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31-01-2010 | Oncology | Article

Acupuncture shows promise for vasomotor symptoms in breast cancer


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MedWire News: Acupuncture is as effective as venlafaxine in decreasing the number of hot flashes in women treated with hormone therapy for breast cancer, US researchers report.

“Vasomotor symptoms are common adverse effects of antiestrogen hormone treatment in conventional breast cancer care,” say Eleanor Walker (Henry Ford Hospital, Detroit, Michigan) and colleagues.

“Venlafaxine, the therapy of choice for these symptoms, has numerous adverse effects,” explain the authors.

In their study of 50 women with breast cancer, Walker and team investigated whether acupuncture, which has been shown to reduce vasomotor symptoms in menopausal women, can reduce hormone therapy-related symptoms with fewer adverse effects than venlafaxine.

The patients, aged a median of 55 years, were randomly assigned to receive 12 weeks of acupuncture (n=25) or venlafaxine (n=25) treatment and were observed for 1 year post-treatment.

The researchers report that as a result of treatment both groups exhibited significant decreases in hot flashes (50% in both groups), depressive symptoms, and other quality-of-life symptoms, including significant improvements in mental health. These changes were similar in both groups, indicating that acupuncture was as effective as venlafaxine.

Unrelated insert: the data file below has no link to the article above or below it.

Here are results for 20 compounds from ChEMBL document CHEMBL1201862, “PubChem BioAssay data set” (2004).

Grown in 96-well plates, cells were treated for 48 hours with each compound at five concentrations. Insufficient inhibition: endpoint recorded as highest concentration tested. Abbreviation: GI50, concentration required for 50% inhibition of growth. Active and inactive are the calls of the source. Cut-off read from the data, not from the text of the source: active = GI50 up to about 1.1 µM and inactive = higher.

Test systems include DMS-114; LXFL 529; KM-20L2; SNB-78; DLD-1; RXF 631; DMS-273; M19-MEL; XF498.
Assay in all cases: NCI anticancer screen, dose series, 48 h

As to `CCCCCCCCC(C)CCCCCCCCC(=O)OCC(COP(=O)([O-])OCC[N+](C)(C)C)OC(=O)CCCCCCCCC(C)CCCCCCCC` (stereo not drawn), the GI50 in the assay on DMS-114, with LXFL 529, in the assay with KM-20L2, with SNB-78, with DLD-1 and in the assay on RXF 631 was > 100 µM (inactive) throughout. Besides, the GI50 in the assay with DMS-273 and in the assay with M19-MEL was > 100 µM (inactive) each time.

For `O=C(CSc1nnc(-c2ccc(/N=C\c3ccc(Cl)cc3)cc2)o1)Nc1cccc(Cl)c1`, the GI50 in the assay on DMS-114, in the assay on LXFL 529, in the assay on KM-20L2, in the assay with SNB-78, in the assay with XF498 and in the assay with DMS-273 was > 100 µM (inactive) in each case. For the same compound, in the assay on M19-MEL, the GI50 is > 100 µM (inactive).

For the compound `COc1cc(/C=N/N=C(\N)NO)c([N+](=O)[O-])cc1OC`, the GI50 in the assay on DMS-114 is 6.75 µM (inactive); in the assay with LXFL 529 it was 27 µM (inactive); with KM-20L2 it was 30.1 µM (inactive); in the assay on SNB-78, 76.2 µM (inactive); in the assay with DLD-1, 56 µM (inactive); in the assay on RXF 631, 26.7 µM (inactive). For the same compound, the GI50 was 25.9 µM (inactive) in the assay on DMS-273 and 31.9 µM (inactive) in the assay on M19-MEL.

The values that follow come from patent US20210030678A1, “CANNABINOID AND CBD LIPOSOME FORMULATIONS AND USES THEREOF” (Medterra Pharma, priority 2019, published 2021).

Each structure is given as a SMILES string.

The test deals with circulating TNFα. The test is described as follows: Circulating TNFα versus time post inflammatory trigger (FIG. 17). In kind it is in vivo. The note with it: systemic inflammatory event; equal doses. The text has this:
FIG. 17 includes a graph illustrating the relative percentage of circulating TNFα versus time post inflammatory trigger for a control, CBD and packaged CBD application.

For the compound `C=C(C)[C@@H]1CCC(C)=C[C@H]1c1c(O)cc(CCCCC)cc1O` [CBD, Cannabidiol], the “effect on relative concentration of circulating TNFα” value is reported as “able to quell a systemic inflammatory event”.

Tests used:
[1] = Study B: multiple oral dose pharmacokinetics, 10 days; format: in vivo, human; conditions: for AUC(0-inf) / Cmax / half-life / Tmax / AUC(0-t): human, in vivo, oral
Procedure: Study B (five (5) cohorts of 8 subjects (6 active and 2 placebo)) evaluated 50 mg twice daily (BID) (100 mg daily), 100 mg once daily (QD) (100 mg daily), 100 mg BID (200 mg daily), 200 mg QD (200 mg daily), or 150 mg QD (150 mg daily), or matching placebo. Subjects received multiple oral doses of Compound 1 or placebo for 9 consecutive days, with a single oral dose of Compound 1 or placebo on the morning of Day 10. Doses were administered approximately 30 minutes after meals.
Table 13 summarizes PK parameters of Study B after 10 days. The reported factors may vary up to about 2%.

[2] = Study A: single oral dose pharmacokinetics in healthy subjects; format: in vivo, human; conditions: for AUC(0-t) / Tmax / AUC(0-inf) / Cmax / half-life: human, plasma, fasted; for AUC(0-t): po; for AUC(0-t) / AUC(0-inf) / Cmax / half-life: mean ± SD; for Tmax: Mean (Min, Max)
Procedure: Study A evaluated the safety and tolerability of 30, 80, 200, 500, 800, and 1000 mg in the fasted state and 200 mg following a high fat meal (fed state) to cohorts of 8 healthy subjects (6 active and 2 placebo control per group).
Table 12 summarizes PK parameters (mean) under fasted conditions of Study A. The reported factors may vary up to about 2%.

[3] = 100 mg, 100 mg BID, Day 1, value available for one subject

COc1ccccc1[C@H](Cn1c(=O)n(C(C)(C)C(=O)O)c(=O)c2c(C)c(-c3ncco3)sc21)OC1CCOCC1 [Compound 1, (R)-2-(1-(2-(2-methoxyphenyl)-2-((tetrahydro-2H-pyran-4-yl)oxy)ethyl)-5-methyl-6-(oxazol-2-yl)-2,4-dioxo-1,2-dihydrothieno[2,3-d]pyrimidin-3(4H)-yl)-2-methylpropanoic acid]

By 2 weeks post-treatment, the venlafaxine group experienced significant increases in hot flashes, whereas hot flashes in the acupuncture group remained at low levels for at least 3 months.

Of note, the venlafaxine group experienced 18 incidences of adverse effects including, nausea, dry mouth, dizziness, and anxiety, whereas the acupuncture group experienced no negative adverse effects.

Acupuncture had the additional benefit of increased sex drive in some women, and most reported an improvement in their energy, clarity of thought, and sense of well-being.

“Acupuncture appears to be equivalent to drug therapy in these patients. It is a safe, effective, and durable treatment for vasomotor symptoms secondary to long-term antiestrogen hormone use in patients with breast cancer,” conclude Walker et al in the Journal of Clinical Oncology.

“Given the results of this small, randomized study, we feel that integrative therapies have a role in improving the quality of life of cancer patients and should be explored further as an option for treatment of cancer-related adverse effects,” they add.

MedWire ( is an independent clinical news service provided by Current Medicine Group, a trading division of Springer Healthcare Limited. © Springer Healthcare Ltd; 2010

By Laura Dean

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